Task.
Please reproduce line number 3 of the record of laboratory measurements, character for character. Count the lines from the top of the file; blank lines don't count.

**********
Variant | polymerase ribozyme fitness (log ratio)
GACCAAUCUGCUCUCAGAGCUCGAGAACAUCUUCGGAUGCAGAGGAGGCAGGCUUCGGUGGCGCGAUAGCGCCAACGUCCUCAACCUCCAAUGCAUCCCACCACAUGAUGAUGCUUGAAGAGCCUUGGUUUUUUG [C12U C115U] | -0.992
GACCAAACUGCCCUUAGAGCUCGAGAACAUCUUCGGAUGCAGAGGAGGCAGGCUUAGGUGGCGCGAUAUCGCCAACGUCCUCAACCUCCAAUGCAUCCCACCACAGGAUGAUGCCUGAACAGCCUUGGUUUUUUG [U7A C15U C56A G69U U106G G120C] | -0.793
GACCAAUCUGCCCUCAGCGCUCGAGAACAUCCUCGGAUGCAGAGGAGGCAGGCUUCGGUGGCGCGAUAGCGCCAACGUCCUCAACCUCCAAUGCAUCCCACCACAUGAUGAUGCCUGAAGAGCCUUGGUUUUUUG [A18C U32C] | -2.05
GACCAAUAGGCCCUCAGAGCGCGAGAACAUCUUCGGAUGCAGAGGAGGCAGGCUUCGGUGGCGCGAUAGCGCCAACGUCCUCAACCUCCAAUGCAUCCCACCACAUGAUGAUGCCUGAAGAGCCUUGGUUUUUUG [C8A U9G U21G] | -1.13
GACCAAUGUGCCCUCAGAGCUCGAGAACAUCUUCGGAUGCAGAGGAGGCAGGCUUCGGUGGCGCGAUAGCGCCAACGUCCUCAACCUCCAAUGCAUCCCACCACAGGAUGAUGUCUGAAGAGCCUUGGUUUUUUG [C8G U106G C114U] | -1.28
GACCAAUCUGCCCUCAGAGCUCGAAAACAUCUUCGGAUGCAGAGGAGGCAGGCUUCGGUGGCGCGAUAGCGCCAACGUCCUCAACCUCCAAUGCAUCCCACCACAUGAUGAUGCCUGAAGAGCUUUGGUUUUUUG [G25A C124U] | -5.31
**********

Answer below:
GACCAAACUGCCCUUAGAGCUCGAGAACAUCUUCGGAUGCAGAGGAGGCAGGCUUAGGUGGCGCGAUAUCGCCAACGUCCUCAACCUCCAAUGCAUCCCACCACAGGAUGAUGCCUGAACAGCCUUGGUUUUUUG [U7A C15U C56A G69U U106G G120C] | -0.793